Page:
Legislature could fight over health care for more people

Under federal health care reforms, the state could provide more health care coverage while improving its finances.
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House Minority Leader Richard DeBolt

Under federal health care reforms, the state could provide more health care coverage while improving its finances.

Expanding Washington's Medicaid system means health care for more people plus free federal money in the immediate future. But would such an expansion cost the state more money years down the road?

That question could lead to conflict as the state's legislative session for  2013-2015 begins.

Washington provides $9.9 billion in low-income medical care for 2011-2013 — slightly more than $4.5 billion from the state and slightly more than $5.3 billion from the feds. The Medicaid portion is intertwined with those figures, with too many factors involved to draw out specific Medicaid dollar figures. About $400 million of the the state's share comes from a hospital beds tax that is due to expire later this year, and which the Legislature must decide whether to renew. The rest comes from the state's operating budget.

Expansion of Medicaid could provide health care coverage for up to 340,000 and, by estimates of the liberal Washington State Budget & Policy Center, the state itself could net some $200 million in savings in the first two years because of other costs that will be picked up by the federal government.

To Sen. Karen Keiser, D-Seattle, expanding Medicaid is a no-brainer; the feds will supply the cash and more people will be covered by Medicaid. Keiser is the ranking Democrat on the  Senate Health Committee.

But Republicans are leery about what will happen in yet-to-be scheduled outlying years when the federal share of Medicaid begins to decrease,  which will cause Washington's share of the Medicaid budget to increase, said Republican-allied Sen. Majority Leader Rodney Tom, D-Bellevue, and House Minority Leader Richard DeBolt, R-Chehalis. "We want to make sure we're not going to take on long-term liabilities," DeBolt said last week.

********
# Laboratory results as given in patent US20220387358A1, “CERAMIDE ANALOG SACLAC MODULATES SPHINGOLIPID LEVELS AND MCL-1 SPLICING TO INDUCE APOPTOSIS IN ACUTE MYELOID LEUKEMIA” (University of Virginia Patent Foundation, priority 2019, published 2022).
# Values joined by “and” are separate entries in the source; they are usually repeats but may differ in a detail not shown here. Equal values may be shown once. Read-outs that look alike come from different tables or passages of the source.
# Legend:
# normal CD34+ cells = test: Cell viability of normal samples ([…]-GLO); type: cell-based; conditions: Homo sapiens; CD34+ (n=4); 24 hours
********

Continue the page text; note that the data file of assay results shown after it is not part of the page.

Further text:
At this time, calculations have not been made on what Washington will pay whenever the federal share of Medicaid shrinks. Some of those calculations will depend on upcoming guidance from the federal government.

Medicaid provides medical services for low-income people and families with the definition of "low-income" depending on the number of people in a family and many other circumstance. Right now, about 1.2 million Washingtonians —18 percent of the state's population  — are eligible for Medicaid. That includes half of the state's children, half of the state's pregnant women, 10 percent of its senior citizens and 7 percent of Washington's other adults,

Depending on if and how much the Legislature decides to expand Medicaid, 62,000 to 343,000 more people could be enrolled. If the Legislature decides to expand Medicaid, that addition will go into effect on Jan.1, 2014.

Potential new groups of people to be covered could include childless adults, such as recent college graduates who are in low-paying service jobs that don't provide health benefits, Keiser said.

Hovering in the background is a legal question that could have bearing on future state finances: whether states can cut Medicaid, an action that would likely lead to parallel federal cuts to its Medicaid appropriations to that state. A case is before the 9th U.S. Circuit Court of Appeals on whether patients and health care providers, such as doctors, can sue to block Medicaid cuts.


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About the Authors & Contributors

John Stang

John Stang

John Stang is a freelance writer who often covers state government and the environment. He can be reached on email at johnstang_8@hotmail.com and on Twitter at @johnstang_8